2012 Fiat 500 Review

2012 Fiat 500 - Diminutive 500 small on the outside but packs plenty of flavor.


2012 Fiat 500

Finally, a car that makes absolute perfect sense in an urban environment.

And the 2012 Fiat 500 is cute to boot.

Fiat is an old new entry in the US. It left back in the '80s because it just wasn't relevant (or well made). But this new 500 is making a big splash on the scene with kitschy color combos, attractive interiors and fuel economy that makes $4/gallon gas prices bearable.

Several of my twitter buddies asked me how it compared to the Mini Cooper, and I have to say ... I like the 500 better. Sure, the Mini has 20 more horsepower than the 500, and sure the Mini gets better city/highway fuel economy with the automatic transmission (29/37 vs 27/34), but there's just something about the 500 that reels me in.

I'm thinking it has something to do with the $15,500 base price. The 500 comes in 3 trim levels, the Pop, the Sport ($17,500) and the Lounge ($19,500). The test car was a Lounge model that was tricked out with the luxury interior package, TomTom navigation and sunroof for an as-tested price of about $23K. That's still not bad for a well-stocked city car.

If I had my choice, though, I'd probably opt for the sport model with a manual transmission (which by the way gets 30/38 mpg) and the safety and convenience package (which brings me heated front seats -- though not leather seating surfaces). The MSRP would ring in at $18,150.

I should point out, this exactly fulfills my stipulations for a car I would buy while living in Chicago: Under $20K, manual transmission, heated front seats. I don't ask for much, but you'd be surprised how few cars this turns up.

Other city selling points include the compact size, tight turning radius and peppy acceleration.

Now, that's not to say the 500 doesn't have a couple of downsides. First, I wasn't a fan of the automatic transmission. It was a little too herky-jerky for my taste. The manual transmission, however, is awesome. The shifts are smooth, the clutch is easy to manage, and the car fairly glides in second gear during slow Chicago highway traffic. So, if you can drive a manual, I think that's the better option for this car.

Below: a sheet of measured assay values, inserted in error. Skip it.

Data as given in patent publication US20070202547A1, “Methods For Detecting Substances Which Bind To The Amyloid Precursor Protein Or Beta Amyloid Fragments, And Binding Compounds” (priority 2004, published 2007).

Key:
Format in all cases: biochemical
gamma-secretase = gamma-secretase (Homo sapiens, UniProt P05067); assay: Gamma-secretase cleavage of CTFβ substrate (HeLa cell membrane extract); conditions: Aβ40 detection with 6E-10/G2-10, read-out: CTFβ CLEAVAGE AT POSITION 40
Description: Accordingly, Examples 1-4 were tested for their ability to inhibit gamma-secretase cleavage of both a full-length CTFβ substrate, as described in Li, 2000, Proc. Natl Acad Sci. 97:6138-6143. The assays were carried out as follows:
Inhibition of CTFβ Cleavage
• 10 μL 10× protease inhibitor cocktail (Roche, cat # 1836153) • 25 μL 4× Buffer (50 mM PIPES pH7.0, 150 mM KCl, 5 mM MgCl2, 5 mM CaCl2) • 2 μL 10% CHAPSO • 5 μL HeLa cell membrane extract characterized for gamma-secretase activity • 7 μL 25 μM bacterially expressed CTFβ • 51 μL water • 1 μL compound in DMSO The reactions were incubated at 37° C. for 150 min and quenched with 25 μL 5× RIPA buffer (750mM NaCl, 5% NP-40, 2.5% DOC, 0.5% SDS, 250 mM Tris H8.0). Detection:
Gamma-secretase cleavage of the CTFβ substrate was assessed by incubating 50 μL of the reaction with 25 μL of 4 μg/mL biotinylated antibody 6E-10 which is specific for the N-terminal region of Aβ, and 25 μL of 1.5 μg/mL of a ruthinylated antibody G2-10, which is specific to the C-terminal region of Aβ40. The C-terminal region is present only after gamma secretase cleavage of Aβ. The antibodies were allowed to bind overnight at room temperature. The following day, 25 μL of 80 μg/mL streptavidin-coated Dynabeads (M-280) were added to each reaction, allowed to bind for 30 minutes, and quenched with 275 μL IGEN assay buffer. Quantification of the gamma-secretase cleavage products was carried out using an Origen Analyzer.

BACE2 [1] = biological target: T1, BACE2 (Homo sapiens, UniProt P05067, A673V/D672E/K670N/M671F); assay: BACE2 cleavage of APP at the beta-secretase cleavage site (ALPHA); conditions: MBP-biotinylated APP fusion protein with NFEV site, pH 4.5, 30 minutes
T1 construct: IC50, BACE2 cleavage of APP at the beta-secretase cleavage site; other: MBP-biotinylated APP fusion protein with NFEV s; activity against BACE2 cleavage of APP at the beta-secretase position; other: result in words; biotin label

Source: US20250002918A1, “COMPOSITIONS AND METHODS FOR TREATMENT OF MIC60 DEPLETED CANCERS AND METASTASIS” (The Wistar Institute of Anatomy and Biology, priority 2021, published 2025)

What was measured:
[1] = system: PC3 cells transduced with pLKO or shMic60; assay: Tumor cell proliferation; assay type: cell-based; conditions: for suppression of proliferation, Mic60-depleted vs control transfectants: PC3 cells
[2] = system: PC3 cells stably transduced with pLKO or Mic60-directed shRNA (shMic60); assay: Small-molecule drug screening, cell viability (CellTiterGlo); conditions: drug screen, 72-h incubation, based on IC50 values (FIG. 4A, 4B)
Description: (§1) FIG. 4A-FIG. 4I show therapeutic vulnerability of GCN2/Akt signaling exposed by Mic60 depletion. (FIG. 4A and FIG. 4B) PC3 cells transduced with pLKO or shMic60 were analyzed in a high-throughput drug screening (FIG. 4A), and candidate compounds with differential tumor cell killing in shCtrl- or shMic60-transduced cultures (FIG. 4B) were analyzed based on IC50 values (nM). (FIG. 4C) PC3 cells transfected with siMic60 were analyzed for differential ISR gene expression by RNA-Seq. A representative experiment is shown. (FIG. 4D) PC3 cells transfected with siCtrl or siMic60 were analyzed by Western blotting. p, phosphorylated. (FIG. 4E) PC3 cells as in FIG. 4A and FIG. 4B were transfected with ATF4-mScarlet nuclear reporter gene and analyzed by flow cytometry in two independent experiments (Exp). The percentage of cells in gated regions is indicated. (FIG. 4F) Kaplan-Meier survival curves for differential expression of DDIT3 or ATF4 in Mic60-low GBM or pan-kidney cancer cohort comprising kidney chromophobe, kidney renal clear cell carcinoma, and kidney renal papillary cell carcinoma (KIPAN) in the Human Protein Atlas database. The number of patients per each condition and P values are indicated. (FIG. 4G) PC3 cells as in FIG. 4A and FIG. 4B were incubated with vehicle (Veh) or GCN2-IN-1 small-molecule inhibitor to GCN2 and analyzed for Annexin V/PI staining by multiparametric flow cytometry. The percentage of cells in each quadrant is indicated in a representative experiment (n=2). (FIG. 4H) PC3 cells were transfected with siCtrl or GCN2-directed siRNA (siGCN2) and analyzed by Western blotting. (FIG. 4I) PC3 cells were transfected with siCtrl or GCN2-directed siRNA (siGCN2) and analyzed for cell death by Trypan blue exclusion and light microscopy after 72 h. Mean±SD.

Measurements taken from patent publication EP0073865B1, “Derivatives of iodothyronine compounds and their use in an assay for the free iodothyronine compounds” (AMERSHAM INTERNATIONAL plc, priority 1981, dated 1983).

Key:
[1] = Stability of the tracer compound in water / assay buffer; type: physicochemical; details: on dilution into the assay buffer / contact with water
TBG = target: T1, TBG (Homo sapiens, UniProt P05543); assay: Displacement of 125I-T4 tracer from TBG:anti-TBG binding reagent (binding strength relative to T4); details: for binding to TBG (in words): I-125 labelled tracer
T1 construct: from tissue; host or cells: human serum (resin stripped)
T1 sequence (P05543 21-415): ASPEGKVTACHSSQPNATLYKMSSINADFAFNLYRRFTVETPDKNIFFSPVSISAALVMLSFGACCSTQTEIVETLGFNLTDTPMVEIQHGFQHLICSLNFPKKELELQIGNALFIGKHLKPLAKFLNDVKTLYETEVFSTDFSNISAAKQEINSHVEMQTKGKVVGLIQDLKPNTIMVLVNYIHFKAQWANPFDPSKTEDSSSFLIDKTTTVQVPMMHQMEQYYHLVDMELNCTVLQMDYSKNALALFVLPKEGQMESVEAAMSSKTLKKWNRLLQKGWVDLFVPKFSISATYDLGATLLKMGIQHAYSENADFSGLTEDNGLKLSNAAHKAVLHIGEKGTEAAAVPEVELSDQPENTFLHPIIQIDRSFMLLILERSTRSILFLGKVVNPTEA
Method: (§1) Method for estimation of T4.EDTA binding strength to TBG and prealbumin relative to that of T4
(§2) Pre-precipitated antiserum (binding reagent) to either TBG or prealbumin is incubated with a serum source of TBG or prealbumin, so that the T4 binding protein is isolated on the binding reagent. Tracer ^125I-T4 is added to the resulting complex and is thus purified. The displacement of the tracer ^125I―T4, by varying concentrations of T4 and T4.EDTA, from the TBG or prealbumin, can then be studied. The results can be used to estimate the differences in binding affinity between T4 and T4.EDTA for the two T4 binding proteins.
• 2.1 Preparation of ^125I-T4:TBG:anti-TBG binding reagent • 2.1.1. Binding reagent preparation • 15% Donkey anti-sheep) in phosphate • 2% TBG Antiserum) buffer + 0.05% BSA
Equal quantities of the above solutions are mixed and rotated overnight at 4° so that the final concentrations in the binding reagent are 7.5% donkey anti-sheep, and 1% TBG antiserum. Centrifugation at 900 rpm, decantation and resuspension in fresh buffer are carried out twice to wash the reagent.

The other downside: This isn't a good 4-passenger car. You could probably fit 4 people in there who are my size (aka 5-foot-tall), but when you start talking about average-sized adults, you'll be lucky if you can get 3. Plus, keeping with the compact size, you have compact storage. The trunk will be fine for groceries, but if you have your heart set on a trip to Ikea, well, think rental.

But I should point out that I did a healthy bout of shopping in the 500 which included a new duvet cover and sheets, a king-sized duvet, 2 new pillows and new towels. Most of it fit in the trunk, though there was some spillover into the backseat.

Overall, I thought this car was a blast to drive. It was easy to maneuver and park, it had all the right acceleration at all the right points, and for my more aggressive maneuvers while driving the automatic, I shifted into manual mode. I also liked the flashy exterior color options and graphic customizations that were available.

The compact size, peppy acceleration and easy maneuverability make this a clear winner in the urban category. But the slick interior, flashy exterior colors and fresh new design set the 500 apart from it's other ho-hum compact competitors.

No, it's not as luxurious or customizable as a Mini, but it costs $5K less, too. So, if you're looking for a unique compact car that won't break the bank, Fiat 500 is a must test.

Jill Ciminillo

Jill has been writing about cars for more than 15 years, representing the female point of view amongst her predominantly male colleagues. And since something like 80 percent of all car-buying decisions are either made by or influenced by women, that's nothing to sneeze at. Formerly the online automotive editor for the Chicago Sun-Times, the print auto editor for Pioneer Press Newspapers and the automotive editor for the Sinclair Broadcast Group, this 5th percentile (aka petite) female tells it like it is from the fun to the functional. Jill recently served as the first female president for the Midwest Automotive Media Association, and currently sits on its Board of Directors as President Emeritus. Jill is a syndicated automotive writer and acts as the managing editor for the Pickup Truck + SUV Talk website.